But I clearly see how much my tribe and this forum are contributing to my understanding of who my Right Readers are. And as my journey progresses, and my career continues to grow, the content here will undoubtedly morph and change, and its readership with it. In the meantime, I feel quite blessed to have you beside me along the way.

Hearsay Please: Do you see a niche for your work, or does it have broad appeal? How do you think you’ll find your Right Readers? Who are your Cocteau Twins? Are you fond of something no one else seems to know about or care for? If so, who or what?

25 comments on “Carving My Niche

  1. I have a feeling you’re going to surprise yourself one day. I’d read your books in a heartbeat. I like a little magic and dragons, but the complexity and romanticism of your work appeals to me. Once I’m done with this book and it’s out for the world to read or line their gerbil cages with, I’ll be in touch. I have an idea for a ya fantasy and would love to talk turkey with you.

    I wonder, too, what readers will find my book. It’s a tough one, deals with teen suicide and I’ve essentially built a world- the afterlife- in this book. To me, it’s tricky. I’m at the point now that I’m saying dammit, if it reaches one reader, and gives them a brief glimpse of hope and beauty, then all the long hours have paid off. I may be their Cocteau Twins, but what of it? If my Ideal Reader cries where I cried, or loves Evie a little, awesome. Is that bad? Hope not. If I get mired in readership and sales, I’ll lose sight of why I started this gig.

    Okay, that’s me, off on a tangent again.

    I’m always digging around, finding music. My current love is Bon Iver, specifically his track Skinny Love.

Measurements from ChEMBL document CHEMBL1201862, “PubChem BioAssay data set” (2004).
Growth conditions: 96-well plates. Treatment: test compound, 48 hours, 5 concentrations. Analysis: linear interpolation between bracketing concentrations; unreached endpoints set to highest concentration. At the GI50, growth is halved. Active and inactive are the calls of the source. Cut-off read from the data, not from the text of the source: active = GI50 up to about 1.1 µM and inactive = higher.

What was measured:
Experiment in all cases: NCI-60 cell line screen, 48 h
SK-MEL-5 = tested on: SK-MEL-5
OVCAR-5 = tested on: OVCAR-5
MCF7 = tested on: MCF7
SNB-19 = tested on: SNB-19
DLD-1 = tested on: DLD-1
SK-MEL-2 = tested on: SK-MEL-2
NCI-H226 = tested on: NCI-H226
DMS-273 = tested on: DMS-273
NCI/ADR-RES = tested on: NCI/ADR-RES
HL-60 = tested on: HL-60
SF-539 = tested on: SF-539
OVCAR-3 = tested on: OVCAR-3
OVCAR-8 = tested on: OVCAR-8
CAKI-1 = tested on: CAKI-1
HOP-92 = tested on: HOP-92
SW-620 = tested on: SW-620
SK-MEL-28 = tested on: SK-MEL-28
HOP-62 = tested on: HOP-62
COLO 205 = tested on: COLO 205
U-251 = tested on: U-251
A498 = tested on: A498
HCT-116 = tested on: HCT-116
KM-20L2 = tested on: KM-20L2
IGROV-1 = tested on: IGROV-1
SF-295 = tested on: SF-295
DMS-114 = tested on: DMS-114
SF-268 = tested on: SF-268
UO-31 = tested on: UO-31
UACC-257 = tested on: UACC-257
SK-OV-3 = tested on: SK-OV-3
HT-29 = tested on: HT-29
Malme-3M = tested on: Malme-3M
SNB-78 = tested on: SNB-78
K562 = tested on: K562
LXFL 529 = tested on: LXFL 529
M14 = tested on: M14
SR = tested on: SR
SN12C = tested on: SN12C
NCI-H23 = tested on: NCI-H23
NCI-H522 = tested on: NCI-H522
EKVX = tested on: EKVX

Yet another provocative post, Vaughn. Thanks. 🙂


    • First, Thanks for the vote of confidence, and I’d love to talk turkey!

      Next, I too love the idea of being somebody’s–even if it’s oh-so-few somebodies–Cocteau Twins. I have so much faith that you’re handling a delicate subject and heart wrenching themes with a deft touch. You’re smart to avoid being mired in the numbers, but you’ve already got at least one built in sale. I can’t wait to read it!

      Lastly, LOVE Bon Iver. A current fave (for obvious reasons) is his song Michicant. Have you heard his story? How he struggled with his band for years, never breaking through. Then when he broke up a long relationship, went to his dad’s hunting lodge in Wisconsin for the winter, and wrote and recorded For Emma Forever?

      Oh, if you love Skinny Love, have you heard Birdy’s rendition? She breathes fresh emotion into it. It’s almost like another song, but the same–so gorgeous. Here’s a link (for my muse-music buddy):

      Thanks, as always, for being such an awesome tribe mate, Tonia!


  2. katmagendie says:

    Well, I’m not a fantasy reader, but I never say “I will never read so and so genre” because I’ve been so happily delighted by writers I’ve met in social networking, and I’ve bought their books to support them and come away glad I did. So, I can’t wait to read you book.

    Interestingly, some genres I LOVE in movies and not so much in books, and some genres I LOVE in books and not in movies. 😀

    I love reading essays – I buy the “best american essays” book every year – yeah. I do. Not many people I know read those, but I love them.


    • Hmm, can’t say as I’ve discoved the power of essays yet, but I never say never, either, Kat! 😉

      I’m the same about books and movies. For example, I rarely enjoy reading thrillers, but often love the genre in movies. In books I need a certain cadence thriller writers rarely seem to capture. With fast-paced thrillers I often I find myself ‘falling asleep at the edge of my seat.’

      I’m honored by the thought of having you read my work someday, Kat. Thanks! 🙂